Wednesday, September 29, 2010

My Ranger Duties

Ranger Dave overlooking Half Dome.

I Love Korea.
John Kim - Me - Ester and Andy

Ranger Dave guiding a nature hike to Sentinel Dome.

Ranger Dave interpreting a Jeffrey Pine tree to a group on my hike.

That is Sentinel Dome in the background. We are almost there.
I am walking and talking with one of the visitors on my hike.

Ranger Dave decending from Sentinel Dome.

I Love Germany.

A few days ago The Travel Channel photographed and video taped my sunset talk so watch for me on TV someday.

Sunset Talk Video

Glacier Point where I am stationed is a very popular location in Yosemite to view a sunset. From the point we can't see the actual sun set because a large mountain is in the way, so everyone sits on the granite rocks of Glacier Point looking at the sunset color on Half Dome. There will be hundreds of people at Glacier Point each evening. We Rangers do sunset talks almost each evening while standing among all of the people. The evening of this video I am talking about "The History of Glacier Point". I have broken the presentation up into two sections, introduction and the talk in order to reduce file size of each. Enjoy.

The Introduction

"The History of Glacier Point" Sunset Talk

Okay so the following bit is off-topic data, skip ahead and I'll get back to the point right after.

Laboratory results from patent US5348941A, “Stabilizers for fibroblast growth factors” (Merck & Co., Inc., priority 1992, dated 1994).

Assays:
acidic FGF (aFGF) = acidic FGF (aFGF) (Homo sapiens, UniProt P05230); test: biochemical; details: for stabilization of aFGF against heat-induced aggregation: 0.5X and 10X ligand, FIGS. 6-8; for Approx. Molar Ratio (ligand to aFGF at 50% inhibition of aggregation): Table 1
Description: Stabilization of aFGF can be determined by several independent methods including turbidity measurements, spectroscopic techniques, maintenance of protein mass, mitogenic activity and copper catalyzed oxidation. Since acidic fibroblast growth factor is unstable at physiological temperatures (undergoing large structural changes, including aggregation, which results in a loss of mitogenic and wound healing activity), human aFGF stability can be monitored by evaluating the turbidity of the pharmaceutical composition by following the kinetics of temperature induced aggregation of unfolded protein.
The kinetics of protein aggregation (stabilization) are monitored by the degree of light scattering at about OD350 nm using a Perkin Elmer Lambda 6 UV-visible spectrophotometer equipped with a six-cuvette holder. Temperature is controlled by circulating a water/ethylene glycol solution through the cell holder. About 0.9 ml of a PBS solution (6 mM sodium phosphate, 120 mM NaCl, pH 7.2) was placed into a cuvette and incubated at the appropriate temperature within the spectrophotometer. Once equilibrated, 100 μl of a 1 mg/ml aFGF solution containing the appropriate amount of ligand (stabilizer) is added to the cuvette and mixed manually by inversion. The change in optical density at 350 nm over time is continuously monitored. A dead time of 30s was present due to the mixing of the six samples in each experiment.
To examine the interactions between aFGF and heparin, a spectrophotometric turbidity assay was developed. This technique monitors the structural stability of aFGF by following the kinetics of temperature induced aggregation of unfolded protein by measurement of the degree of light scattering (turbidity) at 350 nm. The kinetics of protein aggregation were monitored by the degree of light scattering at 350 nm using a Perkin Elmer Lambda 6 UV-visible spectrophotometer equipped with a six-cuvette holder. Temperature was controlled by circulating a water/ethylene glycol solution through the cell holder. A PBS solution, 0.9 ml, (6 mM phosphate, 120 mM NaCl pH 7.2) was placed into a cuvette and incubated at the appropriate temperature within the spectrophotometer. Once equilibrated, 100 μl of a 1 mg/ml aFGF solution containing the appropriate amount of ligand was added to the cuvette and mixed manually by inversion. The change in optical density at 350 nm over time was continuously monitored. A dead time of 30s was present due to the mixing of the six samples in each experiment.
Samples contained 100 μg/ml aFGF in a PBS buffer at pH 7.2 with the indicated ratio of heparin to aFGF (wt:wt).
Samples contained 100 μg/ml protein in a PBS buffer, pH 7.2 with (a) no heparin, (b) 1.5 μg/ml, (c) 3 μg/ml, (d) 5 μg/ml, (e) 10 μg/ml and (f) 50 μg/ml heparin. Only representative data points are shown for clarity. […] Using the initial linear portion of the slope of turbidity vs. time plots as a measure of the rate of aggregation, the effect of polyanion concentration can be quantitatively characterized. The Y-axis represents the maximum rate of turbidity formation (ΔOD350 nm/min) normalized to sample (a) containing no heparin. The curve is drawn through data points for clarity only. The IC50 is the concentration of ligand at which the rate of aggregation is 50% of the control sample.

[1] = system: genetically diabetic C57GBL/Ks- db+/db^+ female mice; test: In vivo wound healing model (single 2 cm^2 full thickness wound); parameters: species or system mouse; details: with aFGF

Wednesday, September 22, 2010

My Ranger Duties

I spotted this young man walking toward me on the sidewalk. Before I saw him, I saw his spirit, his cleanliness, his aura of pure white light. He surprised me and I was drawn to him. I learned quickly that he had severe brain motor disfunction from a traumatic injury. I had seen this injury before. I instantly felt close to him. I am not sure why yet but he was a real blessing to me. He is a loving person with a very supportive family. I was impressed. Mario's family has written a book about Mario and his injury recovery. I have purchased the book and started reading it. I will write again about Mario. In the meantime, go here. Thanks Mario for finding me.

Mario and his therapy dog

I have expanded outside that park to lecture to school groups. I usually talk about bears. Everybody loves the bears and everybody needs to learn about the bears when they live close to Yosemite. It's fun for me. These fifth graders were fantastic.

More bear talk

These hikers from Germany are really impressive. They hiked a long distance over many mountains in record pace time. This is the one time I asked a visitor if I could have my picture taken with them.

This year Yosemite will experience about 4 million visitors to the park. 95% of those visitors never venture out to leave the valley which is about 0.5% of the park. Some visitors never leave their car.

I love LA

I love Japan

I love Japan

I love Spain

Bristlecone Pines

Bristlecone Pine grows at a very high elevation (12,500 feet) in very specific soil and growing conditions. Unlike most other pines, these trees grow high enough to avoid glaciation effects so some of these trees are over 4,000 years old. One is 4,600 years old. I haven't seen the oldest tree yet, but I have seen the largest Bristlecone Pine in the world. I will find the oldest next summer. Enjoy. They are amazing trees. I really enjoyed walking through the ancient forest taking these pictures. It is a quiet sacred place. I was moved and blessed by spending time there. Gods angels are there in the forest. You should all experience this place. I was the only human in the forest. It was a special time with nature. I will never forget it.